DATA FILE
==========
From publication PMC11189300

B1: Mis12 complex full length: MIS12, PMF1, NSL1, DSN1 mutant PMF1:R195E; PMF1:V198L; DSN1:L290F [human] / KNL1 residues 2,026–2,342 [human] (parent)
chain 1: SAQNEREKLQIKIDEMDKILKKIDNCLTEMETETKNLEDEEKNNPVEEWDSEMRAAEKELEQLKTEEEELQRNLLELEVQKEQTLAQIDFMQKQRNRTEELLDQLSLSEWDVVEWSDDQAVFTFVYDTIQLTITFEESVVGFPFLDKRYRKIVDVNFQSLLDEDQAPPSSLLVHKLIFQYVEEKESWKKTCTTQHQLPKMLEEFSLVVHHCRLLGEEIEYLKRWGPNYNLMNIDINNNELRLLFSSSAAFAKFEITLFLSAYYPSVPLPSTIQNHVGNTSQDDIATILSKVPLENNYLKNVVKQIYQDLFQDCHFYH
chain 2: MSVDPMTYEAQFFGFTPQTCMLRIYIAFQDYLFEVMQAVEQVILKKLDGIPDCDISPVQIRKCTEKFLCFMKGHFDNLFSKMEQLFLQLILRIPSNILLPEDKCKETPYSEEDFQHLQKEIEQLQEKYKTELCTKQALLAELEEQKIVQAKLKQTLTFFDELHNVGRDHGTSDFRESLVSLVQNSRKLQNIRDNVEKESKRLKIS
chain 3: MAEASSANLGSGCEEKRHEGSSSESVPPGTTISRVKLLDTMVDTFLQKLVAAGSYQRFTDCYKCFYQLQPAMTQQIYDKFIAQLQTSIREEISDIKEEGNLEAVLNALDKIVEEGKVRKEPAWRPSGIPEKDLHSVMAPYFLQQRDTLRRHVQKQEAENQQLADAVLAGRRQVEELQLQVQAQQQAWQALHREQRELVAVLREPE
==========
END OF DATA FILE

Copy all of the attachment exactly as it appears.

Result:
From publication PMC11189300

B1: Mis12 complex full length: MIS12, PMF1, NSL1, DSN1 mutant PMF1:R195E; PMF1:V198L; DSN1:L290F [human] / KNL1 residues 2,026–2,342 [human] (parent)
chain 1: SAQNEREKLQIKIDEMDKILKKIDNCLTEMETETKNLEDEEKNNPVEEWDSEMRAAEKELEQLKTEEEELQRNLLELEVQKEQTLAQIDFMQKQRNRTEELLDQLSLSEWDVVEWSDDQAVFTFVYDTIQLTITFEESVVGFPFLDKRYRKIVDVNFQSLLDEDQAPPSSLLVHKLIFQYVEEKESWKKTCTTQHQLPKMLEEFSLVVHHCRLLGEEIEYLKRWGPNYNLMNIDINNNELRLLFSSSAAFAKFEITLFLSAYYPSVPLPSTIQNHVGNTSQDDIATILSKVPLENNYLKNVVKQIYQDLFQDCHFYH
chain 2: MSVDPMTYEAQFFGFTPQTCMLRIYIAFQDYLFEVMQAVEQVILKKLDGIPDCDISPVQIRKCTEKFLCFMKGHFDNLFSKMEQLFLQLILRIPSNILLPEDKCKETPYSEEDFQHLQKEIEQLQEKYKTELCTKQALLAELEEQKIVQAKLKQTLTFFDELHNVGRDHGTSDFRESLVSLVQNSRKLQNIRDNVEKESKRLKIS
chain 3: MAEASSANLGSGCEEKRHEGSSSESVPPGTTISRVKLLDTMVDTFLQKLVAAGSYQRFTDCYKCFYQLQPAMTQQIYDKFIAQLQTSIREEISDIKEEGNLEAVLNALDKIVEEGKVRKEPAWRPSGIPEKDLHSVMAPYFLQQRDTLRRHVQKQEAENQQLADAVLAGRRQVEELQLQVQAQQQAWQALHREQRELVAVLREPE